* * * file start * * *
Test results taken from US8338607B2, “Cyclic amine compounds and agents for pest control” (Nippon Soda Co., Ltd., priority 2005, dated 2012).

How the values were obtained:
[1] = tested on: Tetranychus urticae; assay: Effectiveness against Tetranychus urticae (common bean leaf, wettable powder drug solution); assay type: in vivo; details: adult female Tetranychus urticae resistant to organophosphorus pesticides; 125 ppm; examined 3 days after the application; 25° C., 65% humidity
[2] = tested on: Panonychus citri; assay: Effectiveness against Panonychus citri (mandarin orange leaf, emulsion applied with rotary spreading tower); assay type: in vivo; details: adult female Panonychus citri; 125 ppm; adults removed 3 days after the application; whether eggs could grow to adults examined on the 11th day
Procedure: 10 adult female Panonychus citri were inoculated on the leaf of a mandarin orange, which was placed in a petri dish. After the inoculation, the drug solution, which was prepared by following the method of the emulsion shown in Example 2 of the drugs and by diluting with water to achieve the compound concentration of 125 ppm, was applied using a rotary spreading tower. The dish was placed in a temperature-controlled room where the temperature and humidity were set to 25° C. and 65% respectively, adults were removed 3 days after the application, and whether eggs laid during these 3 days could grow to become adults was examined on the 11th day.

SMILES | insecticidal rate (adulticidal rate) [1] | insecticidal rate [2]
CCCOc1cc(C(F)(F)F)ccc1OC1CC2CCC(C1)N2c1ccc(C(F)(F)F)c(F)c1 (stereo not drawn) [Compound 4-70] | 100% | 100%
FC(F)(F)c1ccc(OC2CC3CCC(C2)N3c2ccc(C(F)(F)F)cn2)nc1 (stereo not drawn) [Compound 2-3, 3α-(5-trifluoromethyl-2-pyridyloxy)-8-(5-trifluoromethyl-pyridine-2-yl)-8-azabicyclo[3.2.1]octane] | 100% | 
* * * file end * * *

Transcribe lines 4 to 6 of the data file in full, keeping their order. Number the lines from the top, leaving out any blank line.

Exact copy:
[2] = tested on: Panonychus citri; assay: Effectiveness against Panonychus citri (mandarin orange leaf, emulsion applied with rotary spreading tower); assay type: in vivo; details: adult female Panonychus citri; 125 ppm; adults removed 3 days after the application; whether eggs could grow to adults examined on the 11th day
Procedure: 10 adult female Panonychus citri were inoculated on the leaf of a mandarin orange, which was placed in a petri dish. After the inoculation, the drug solution, which was prepared by following the method of the emulsion shown in Example 2 of the drugs and by diluting with water to achieve the compound concentration of 125 ppm, was applied using a rotary spreading tower. The dish was placed in a temperature-controlled room where the temperature and humidity were set to 25° C. and 65% respectively, adults were removed 3 days after the application, and whether eggs laid during these 3 days could grow to become adults was examined on the 11th day.

SMILES | insecticidal rate (adulticidal rate) [1] | insecticidal rate [2]